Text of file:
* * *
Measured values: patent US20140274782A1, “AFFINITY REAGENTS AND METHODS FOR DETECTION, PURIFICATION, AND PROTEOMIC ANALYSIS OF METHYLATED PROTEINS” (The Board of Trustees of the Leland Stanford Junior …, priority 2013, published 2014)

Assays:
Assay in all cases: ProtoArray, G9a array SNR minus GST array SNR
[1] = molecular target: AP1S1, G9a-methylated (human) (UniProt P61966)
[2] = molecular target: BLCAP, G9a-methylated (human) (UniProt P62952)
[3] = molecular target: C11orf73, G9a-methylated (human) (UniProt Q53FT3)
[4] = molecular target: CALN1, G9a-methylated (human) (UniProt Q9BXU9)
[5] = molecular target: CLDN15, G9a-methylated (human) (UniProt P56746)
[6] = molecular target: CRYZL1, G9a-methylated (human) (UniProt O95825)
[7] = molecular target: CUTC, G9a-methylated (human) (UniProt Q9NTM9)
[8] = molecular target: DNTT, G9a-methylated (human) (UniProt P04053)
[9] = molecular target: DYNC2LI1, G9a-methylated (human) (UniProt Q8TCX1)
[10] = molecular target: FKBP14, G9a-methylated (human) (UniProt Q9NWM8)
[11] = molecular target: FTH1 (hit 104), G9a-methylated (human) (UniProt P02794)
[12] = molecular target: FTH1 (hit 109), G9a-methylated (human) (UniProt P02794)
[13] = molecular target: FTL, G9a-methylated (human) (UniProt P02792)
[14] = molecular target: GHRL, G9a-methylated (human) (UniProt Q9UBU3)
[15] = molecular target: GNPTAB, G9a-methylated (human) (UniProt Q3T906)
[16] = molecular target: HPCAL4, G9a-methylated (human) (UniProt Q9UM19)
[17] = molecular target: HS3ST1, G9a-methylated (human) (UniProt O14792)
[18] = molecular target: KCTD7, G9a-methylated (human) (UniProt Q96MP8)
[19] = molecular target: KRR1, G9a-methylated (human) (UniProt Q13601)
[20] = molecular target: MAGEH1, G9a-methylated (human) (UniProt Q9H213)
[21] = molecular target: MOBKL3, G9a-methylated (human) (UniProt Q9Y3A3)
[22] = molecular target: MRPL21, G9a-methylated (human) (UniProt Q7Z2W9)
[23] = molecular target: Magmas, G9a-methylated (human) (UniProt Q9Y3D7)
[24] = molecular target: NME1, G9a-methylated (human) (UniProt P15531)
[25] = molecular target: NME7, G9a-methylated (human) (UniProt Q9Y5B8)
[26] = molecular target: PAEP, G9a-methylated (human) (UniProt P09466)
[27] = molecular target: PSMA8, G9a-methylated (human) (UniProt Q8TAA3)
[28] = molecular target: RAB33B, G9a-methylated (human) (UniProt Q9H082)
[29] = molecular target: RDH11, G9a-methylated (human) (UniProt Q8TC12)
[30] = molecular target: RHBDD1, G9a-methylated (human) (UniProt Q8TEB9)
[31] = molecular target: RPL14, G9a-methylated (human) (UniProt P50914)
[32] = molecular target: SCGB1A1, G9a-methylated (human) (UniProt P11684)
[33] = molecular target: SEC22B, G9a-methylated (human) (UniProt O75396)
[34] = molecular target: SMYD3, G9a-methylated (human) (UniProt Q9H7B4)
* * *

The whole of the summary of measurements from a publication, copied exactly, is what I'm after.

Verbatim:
Measured values: patent US20140274782A1, “AFFINITY REAGENTS AND METHODS FOR DETECTION, PURIFICATION, AND PROTEOMIC ANALYSIS OF METHYLATED PROTEINS” (The Board of Trustees of the Leland Stanford Junior …, priority 2013, published 2014)

Assays:
Assay in all cases: ProtoArray, G9a array SNR minus GST array SNR
[1] = molecular target: AP1S1, G9a-methylated (human) (UniProt P61966)
[2] = molecular target: BLCAP, G9a-methylated (human) (UniProt P62952)
[3] = molecular target: C11orf73, G9a-methylated (human) (UniProt Q53FT3)
[4] = molecular target: CALN1, G9a-methylated (human) (UniProt Q9BXU9)
[5] = molecular target: CLDN15, G9a-methylated (human) (UniProt P56746)
[6] = molecular target: CRYZL1, G9a-methylated (human) (UniProt O95825)
[7] = molecular target: CUTC, G9a-methylated (human) (UniProt Q9NTM9)
[8] = molecular target: DNTT, G9a-methylated (human) (UniProt P04053)
[9] = molecular target: DYNC2LI1, G9a-methylated (human) (UniProt Q8TCX1)
[10] = molecular target: FKBP14, G9a-methylated (human) (UniProt Q9NWM8)
[11] = molecular target: FTH1 (hit 104), G9a-methylated (human) (UniProt P02794)
[12] = molecular target: FTH1 (hit 109), G9a-methylated (human) (UniProt P02794)
[13] = molecular target: FTL, G9a-methylated (human) (UniProt P02792)
[14] = molecular target: GHRL, G9a-methylated (human) (UniProt Q9UBU3)
[15] = molecular target: GNPTAB, G9a-methylated (human) (UniProt Q3T906)
[16] = molecular target: HPCAL4, G9a-methylated (human) (UniProt Q9UM19)
[17] = molecular target: HS3ST1, G9a-methylated (human) (UniProt O14792)
[18] = molecular target: KCTD7, G9a-methylated (human) (UniProt Q96MP8)
[19] = molecular target: KRR1, G9a-methylated (human) (UniProt Q13601)
[20] = molecular target: MAGEH1, G9a-methylated (human) (UniProt Q9H213)
[21] = molecular target: MOBKL3, G9a-methylated (human) (UniProt Q9Y3A3)
[22] = molecular target: MRPL21, G9a-methylated (human) (UniProt Q7Z2W9)
[23] = molecular target: Magmas, G9a-methylated (human) (UniProt Q9Y3D7)
[24] = molecular target: NME1, G9a-methylated (human) (UniProt P15531)
[25] = molecular target: NME7, G9a-methylated (human) (UniProt Q9Y5B8)
[26] = molecular target: PAEP, G9a-methylated (human) (UniProt P09466)
[27] = molecular target: PSMA8, G9a-methylated (human) (UniProt Q8TAA3)
[28] = molecular target: RAB33B, G9a-methylated (human) (UniProt Q9H082)
[29] = molecular target: RDH11, G9a-methylated (human) (UniProt Q8TC12)
[30] = molecular target: RHBDD1, G9a-methylated (human) (UniProt Q8TEB9)
[31] = molecular target: RPL14, G9a-methylated (human) (UniProt P50914)
[32] = molecular target: SCGB1A1, G9a-methylated (human) (UniProt P11684)
[33] = molecular target: SEC22B, G9a-methylated (human) (UniProt O75396)
[34] = molecular target: SMYD3, G9a-methylated (human) (UniProt Q9H7B4)